ReplyDelete
  8. What's the motivation not to open every bottle as soon as you get it?


    I think that knowing your own score is far more useful than preventing your opponents from knowing that score. You can use that information to determine whether to play a high risk or low risk strategy, conversely it would be hard to effectively punish the leader if an opponent were worried about the score.

    ReplyDelete
  9. I adore auction games. Nice blog sir.

    ReplyDelete
  10. Ah! Good point. If this were to more closely resemble the theme, then bottles should be worth something when they're NOT opened. A baseline value, from which the actual value may deviate. Hm!

    ReplyDelete
  11. OK, I know I'm all about the separate deck, but this thread gave it some more flesh:


    There is one deck of actual price cards for each bottle of wine. There is a separate deck that the players pick from for the auction that has the original price listed. That is the baseline price for which each wine can deviate. Wine actual prices can fluctuate based on the following ladder:


    Vintage (most expensive)
    Excellent (++)
    Great (+)
    Good (Original price)
    Fair (-)
    Poor (--)
    Counterfeit (none, or lowest value)


    Some bottles are considered safer (lowest deviation from original price), but the more expensive wines are more volatile in pricing, and more likely to have counterfeits.


    At the beginning of the game, one of each of the wine bottle cards is placed on the table. Players then proceed with the bidding as above.


    Bottles may be opened, but the opened price is two shifts down (so a great wine would become a fair wine). The card back would have just a picture of the bottle. The face of the card would have the randomized price, and the randomized opened price). I.e.:


    The original price for the 1905 Fluffernutter Merlot is 1,000. The randomized card has a great value of 1750. The opened price drops it to the fair value, or 750. (Not sure of the scale for the numbers).


    At the end all of the bottles are opened (A toast!) and their values (or non-values) revealed.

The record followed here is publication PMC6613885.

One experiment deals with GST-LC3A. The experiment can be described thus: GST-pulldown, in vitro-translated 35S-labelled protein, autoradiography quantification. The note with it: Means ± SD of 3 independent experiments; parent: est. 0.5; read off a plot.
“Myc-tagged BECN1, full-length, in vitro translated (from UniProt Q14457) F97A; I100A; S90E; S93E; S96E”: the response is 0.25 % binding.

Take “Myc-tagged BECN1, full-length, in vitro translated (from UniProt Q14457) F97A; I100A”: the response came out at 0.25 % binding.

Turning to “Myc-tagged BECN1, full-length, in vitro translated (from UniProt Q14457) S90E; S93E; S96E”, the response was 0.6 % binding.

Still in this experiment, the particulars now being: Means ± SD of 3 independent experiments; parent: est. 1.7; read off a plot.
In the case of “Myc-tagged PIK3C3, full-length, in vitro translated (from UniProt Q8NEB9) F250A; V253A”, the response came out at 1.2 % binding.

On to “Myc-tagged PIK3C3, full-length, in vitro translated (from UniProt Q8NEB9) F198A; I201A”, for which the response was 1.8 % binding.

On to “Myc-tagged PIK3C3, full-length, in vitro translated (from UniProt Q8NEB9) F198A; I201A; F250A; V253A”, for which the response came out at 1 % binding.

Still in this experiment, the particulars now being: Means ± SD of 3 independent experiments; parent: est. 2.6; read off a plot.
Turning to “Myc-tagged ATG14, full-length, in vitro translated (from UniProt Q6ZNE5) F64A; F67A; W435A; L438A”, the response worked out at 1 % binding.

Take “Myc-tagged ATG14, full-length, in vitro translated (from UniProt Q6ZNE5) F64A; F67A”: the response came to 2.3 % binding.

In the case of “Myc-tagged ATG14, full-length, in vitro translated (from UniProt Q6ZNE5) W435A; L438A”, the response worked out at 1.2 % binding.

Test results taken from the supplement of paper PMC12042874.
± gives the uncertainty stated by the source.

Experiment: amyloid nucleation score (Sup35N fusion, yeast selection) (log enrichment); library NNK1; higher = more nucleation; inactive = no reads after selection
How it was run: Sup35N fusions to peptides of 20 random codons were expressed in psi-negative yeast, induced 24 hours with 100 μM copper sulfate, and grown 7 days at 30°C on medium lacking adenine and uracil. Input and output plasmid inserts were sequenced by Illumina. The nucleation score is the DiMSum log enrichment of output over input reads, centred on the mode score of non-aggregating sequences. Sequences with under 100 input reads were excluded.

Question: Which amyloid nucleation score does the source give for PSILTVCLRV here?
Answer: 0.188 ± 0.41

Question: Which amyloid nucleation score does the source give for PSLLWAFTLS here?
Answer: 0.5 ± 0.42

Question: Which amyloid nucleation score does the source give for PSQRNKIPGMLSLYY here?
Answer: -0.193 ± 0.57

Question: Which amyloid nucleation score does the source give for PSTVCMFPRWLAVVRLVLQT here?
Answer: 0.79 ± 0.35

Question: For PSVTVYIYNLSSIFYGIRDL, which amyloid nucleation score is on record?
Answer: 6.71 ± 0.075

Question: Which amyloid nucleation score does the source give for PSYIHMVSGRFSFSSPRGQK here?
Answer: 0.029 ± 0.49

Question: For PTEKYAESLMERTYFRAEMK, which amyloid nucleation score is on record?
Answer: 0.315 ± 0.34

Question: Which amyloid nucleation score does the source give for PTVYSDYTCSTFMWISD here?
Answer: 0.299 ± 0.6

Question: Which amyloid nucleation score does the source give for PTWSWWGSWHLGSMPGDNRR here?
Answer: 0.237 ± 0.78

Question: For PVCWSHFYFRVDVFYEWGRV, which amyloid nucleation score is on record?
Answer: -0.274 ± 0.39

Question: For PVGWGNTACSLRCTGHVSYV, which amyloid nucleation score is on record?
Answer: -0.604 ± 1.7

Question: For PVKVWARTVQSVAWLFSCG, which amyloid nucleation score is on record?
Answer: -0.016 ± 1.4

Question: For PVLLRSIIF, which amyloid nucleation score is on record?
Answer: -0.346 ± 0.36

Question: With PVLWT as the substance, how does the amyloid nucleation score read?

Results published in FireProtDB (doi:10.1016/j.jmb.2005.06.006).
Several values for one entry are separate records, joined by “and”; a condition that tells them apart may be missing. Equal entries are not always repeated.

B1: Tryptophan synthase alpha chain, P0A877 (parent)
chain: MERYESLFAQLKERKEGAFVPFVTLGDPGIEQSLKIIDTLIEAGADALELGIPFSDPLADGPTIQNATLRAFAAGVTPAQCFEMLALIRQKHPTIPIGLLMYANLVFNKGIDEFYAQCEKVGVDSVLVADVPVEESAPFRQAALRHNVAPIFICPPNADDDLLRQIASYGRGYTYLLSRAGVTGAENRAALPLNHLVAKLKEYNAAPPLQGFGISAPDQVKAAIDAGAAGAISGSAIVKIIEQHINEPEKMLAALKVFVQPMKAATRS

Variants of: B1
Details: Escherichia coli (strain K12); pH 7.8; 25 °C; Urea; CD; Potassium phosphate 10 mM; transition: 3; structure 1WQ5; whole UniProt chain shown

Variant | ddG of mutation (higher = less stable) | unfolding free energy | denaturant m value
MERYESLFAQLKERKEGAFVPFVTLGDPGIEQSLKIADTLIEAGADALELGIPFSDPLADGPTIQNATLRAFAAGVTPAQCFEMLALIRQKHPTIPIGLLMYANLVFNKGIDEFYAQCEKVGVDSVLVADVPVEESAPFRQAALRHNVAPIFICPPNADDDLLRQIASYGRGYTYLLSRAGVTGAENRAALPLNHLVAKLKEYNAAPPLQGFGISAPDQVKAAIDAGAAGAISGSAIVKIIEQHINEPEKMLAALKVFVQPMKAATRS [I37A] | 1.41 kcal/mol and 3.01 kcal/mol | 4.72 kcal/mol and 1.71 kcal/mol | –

The scale of how well you bid on the wine could also be a winning factor. If you bid a fair price for a great bottle of wine, you get two points, but if you bid a great price on a fair bottle of wine, you'd lose two points.

    ReplyDelete
  12. This sure sounds promising, but I'm not sure I completely get the initial setup. Are players choosing the value of wine or also choosing the wine that will be available for the auction?

    ReplyDelete
  13. At the beginning of the game one card is drawn from each of the wine decks. That becomes the value of the wine throughout the game.

    ReplyDelete
  14. So there are separate wine decks as well, plus a "value" deck that sets the baseline value for each individual wine deck?

    ReplyDelete
  15. Yes. Sorry, I wasn't more clear on that. There's a deck that the players pick from that represents the wine bottles they are bidding on, and own. The other decks are used to determine the real value of the wines, with one card drawn for the real value of the wine (one card per bottle).

    ReplyDelete
  16. That's a lot of decks! I tend to shy from anything that doesn't cycle through most of the cards in a single game, unless it's a big deck-builder or something. Rarely do I find solutions to my design problems by adding stuff. Usually the solution comes from removing things and making the game tighter.


    Not sure if this is relevant, but you might look at the "price drafting" mechanics in Quarantine, Key Harvest or Loot. Basically, commodities are up for sale. On your turn, you establish the price for those commodities, but you do not buy them immediately. Instead, a complete round of continues wherein other players may purchase that commodity for the price you set. If no one has purchased that commodity before your next round, then its yours.


    It's a clever way to have an auction without baking in the costs of the goods in the game itself. If we stick to a simple deck of bottle cards, with risk on the back and actual value on the front, then players could in turn set their own price on those bottles. The trick is setting the price at an amount that it seems tempting.


    Not sure if that's the right mechanic for this game in particular, where a simple auction may be the better method, but it's one way to solve a design bug without adding new decks and stuff.

    ReplyDelete
  17. How about we bake them together. :)


    On the back is the original value of the bottle. On the front is the actual value, the opened value, and the position on the ladder. The deck comprises of the same idea that I had for the separate decks, with 5 - 7 cards of each bottle of wine scaling between the extremes for each bottle (more expensive bottles being more likely to be counterfeit, or vintage, less expensive bottles having less variation.


    Keeps it less complicated, but does have the disadvantage of setting the prices in advance. Perhaps the shifts could take the place of actual values of wine?


    The only reason I went with separate decks was to make sure nobody had the information about each of the bottles until they were opened. But you're right, it adds more complication, while only bringing some minimal benefit.

    ReplyDelete
  18. You could actually keep this model of "ladders" in value on the cards in terms of pluses and minuses without establishing a number beforehand. On the back, you have a range such as "0 through ++" or "-- through ++" or "+ through +++". That's the range of adjusted values once it's opened, but the actual buying price of the bottle could be determined through price drafting, like in Quarantine or Modern Art. When the bottle is opened, you earn back the adjusted value, whether that's a gain or a loss.

    ReplyDelete

Daniel Solis
Art Director by Day. Game Designer by Night.